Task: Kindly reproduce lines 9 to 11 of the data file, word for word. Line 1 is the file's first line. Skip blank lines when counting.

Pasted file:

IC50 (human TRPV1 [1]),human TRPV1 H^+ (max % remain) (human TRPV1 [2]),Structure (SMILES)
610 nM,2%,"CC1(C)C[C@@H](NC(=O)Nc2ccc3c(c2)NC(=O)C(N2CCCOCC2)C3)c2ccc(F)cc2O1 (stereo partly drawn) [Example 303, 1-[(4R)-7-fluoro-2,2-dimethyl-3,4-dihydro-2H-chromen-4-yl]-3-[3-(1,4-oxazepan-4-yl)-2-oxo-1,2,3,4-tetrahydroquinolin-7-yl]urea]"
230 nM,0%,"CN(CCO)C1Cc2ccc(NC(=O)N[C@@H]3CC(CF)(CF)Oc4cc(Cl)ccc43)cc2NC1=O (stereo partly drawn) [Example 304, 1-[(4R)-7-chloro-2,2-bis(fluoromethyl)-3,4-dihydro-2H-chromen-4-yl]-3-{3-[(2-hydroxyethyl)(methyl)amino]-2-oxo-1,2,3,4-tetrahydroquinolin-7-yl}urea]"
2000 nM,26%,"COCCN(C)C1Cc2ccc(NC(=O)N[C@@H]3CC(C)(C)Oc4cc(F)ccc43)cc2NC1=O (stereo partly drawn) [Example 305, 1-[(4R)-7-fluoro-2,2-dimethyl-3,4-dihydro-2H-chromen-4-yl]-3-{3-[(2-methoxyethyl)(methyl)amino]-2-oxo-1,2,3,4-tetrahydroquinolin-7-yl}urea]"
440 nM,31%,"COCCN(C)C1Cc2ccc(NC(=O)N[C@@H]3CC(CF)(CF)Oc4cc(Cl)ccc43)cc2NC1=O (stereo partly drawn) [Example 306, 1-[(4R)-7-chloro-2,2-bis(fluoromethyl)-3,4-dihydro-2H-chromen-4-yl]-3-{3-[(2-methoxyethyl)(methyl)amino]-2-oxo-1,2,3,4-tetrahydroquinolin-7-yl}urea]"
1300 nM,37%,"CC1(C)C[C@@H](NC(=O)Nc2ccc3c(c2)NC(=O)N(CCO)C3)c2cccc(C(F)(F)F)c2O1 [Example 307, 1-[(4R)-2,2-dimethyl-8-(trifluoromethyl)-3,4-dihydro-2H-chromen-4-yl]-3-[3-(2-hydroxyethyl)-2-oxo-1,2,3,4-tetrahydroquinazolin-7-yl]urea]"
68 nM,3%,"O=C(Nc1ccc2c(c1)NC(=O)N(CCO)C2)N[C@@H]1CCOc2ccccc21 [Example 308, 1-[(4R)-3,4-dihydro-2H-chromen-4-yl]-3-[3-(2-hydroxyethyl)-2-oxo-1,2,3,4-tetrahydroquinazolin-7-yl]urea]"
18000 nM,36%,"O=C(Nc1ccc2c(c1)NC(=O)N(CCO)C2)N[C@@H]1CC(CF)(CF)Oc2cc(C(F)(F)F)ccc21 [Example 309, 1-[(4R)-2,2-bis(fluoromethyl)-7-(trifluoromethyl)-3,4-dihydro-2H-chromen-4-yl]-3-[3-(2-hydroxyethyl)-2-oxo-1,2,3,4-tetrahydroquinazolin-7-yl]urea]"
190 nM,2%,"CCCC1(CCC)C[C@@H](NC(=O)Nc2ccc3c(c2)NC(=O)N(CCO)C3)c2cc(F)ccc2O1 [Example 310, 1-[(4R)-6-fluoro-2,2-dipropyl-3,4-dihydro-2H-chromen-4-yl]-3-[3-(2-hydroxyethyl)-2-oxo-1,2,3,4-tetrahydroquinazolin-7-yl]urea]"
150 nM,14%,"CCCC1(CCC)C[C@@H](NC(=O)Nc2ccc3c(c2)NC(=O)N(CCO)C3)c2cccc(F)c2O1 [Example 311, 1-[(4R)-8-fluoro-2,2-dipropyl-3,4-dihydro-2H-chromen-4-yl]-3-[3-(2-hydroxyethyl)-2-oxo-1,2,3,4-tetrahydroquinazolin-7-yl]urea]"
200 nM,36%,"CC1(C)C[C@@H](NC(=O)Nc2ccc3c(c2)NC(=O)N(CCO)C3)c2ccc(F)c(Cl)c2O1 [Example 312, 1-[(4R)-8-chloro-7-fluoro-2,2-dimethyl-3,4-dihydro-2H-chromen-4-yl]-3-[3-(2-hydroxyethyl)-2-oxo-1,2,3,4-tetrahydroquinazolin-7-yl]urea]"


190 nM,2%,"CCCC1(CCC)C[C@@H](NC(=O)Nc2ccc3c(c2)NC(=O)N(CCO)C3)c2cc(F)ccc2O1 [Example 310, 1-[(4R)-6-fluoro-2,2-dipropyl-3,4-dihydro-2H-chromen-4-yl]-3-[3-(2-hydroxyethyl)-2-oxo-1,2,3,4-tetrahydroquinazolin-7-yl]urea]"
150 nM,14%,"CCCC1(CCC)C[C@@H](NC(=O)Nc2ccc3c(c2)NC(=O)N(CCO)C3)c2cccc(F)c2O1 [Example 311, 1-[(4R)-8-fluoro-2,2-dipropyl-3,4-dihydro-2H-chromen-4-yl]-3-[3-(2-hydroxyethyl)-2-oxo-1,2,3,4-tetrahydroquinazolin-7-yl]urea]"
200 nM,36%,"CC1(C)C[C@@H](NC(=O)Nc2ccc3c(c2)NC(=O)N(CCO)C3)c2ccc(F)c(Cl)c2O1 [Example 312, 1-[(4R)-8-chloro-7-fluoro-2,2-dimethyl-3,4-dihydro-2H-chromen-4-yl]-3-[3-(2-hydroxyethyl)-2-oxo-1,2,3,4-tetrahydroquinazolin-7-yl]urea]"